Shark fishing had been a way of life for generations of Donsol residents. Families in this tiny village in the
Philippines relied on the giant, docile whale shark for their main source of income until overfishing made the shark
increasingly scarce. With guidance from the World Wildlife Fund, however, the villagers have created a new income source
while also protecting the largest sharks in nature.
What used to be peak hunting season for whale sharks has now become peak tourist season. Warm seas in December and
January bring plankton close to shore followed by the whale sharks who feed on it. In nearby Legazpi City, the hotels are
filled with tourists anxious to glimpse the whale sharks or even to snorkel in the waters close to where they are feeding.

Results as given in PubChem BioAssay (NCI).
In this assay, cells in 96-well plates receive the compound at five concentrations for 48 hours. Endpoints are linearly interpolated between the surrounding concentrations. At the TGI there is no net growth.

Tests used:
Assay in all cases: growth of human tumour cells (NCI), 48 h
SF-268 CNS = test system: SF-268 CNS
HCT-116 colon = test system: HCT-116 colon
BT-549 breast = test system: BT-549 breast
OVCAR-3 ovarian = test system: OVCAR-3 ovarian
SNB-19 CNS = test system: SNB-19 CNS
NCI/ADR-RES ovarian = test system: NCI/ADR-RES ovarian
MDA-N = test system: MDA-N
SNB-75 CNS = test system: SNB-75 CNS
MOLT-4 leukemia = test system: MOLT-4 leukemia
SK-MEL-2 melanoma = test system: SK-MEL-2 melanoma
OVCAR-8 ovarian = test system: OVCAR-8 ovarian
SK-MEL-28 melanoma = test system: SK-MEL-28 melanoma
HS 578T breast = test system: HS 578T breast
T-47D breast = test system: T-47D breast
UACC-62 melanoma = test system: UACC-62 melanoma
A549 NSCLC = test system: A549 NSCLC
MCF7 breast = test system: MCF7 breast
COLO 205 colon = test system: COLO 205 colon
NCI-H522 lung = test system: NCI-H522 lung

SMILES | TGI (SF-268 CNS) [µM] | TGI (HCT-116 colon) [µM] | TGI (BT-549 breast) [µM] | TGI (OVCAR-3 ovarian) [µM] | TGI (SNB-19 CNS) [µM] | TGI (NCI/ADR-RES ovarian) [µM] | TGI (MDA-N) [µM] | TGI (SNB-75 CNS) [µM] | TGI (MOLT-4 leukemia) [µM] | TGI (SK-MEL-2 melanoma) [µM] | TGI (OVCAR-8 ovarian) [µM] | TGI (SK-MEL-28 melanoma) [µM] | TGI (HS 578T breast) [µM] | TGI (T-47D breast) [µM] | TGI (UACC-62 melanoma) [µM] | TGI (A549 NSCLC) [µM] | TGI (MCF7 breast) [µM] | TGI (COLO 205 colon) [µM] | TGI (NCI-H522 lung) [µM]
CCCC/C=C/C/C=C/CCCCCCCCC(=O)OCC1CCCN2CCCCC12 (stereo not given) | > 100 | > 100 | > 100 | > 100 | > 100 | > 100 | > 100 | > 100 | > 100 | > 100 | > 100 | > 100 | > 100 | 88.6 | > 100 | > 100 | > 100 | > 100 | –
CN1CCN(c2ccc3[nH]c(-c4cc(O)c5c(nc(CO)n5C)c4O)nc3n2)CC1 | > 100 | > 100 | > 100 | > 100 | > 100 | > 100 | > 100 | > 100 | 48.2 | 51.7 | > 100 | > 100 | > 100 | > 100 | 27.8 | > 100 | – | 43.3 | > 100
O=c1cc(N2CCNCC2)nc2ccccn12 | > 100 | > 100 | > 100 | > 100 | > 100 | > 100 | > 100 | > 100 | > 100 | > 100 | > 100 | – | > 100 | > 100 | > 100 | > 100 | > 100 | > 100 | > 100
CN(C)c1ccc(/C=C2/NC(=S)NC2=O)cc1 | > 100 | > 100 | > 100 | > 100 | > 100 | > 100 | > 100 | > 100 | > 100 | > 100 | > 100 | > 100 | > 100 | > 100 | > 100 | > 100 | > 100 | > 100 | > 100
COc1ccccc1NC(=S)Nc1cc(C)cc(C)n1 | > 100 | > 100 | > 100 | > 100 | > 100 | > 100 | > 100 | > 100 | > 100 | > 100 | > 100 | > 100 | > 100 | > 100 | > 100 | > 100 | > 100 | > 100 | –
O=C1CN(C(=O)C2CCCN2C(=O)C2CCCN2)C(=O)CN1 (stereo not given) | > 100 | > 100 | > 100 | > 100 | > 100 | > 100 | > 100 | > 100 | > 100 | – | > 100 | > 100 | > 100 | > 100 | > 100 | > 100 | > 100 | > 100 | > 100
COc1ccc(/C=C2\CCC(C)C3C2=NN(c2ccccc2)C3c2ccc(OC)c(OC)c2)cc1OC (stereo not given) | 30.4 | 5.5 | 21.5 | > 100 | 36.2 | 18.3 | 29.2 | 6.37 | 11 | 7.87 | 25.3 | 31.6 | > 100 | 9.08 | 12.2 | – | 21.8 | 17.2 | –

Local fishermen are learning to become tour boat operators, and others are being trained as spotters to scan the water
for the slowly moving shadows and gray fins. While most tourists prefer the view from on deck, others slip quietly into
the water for a close-up view. A code of conduct prevents tourists from touching or interfering with the sharks, which can
grow to 60 feet in length and weigh 15 tons.
The flourishing tourist economy has already convinced Donsol residents that there is more money to be made from live
whale sharks than dead ones.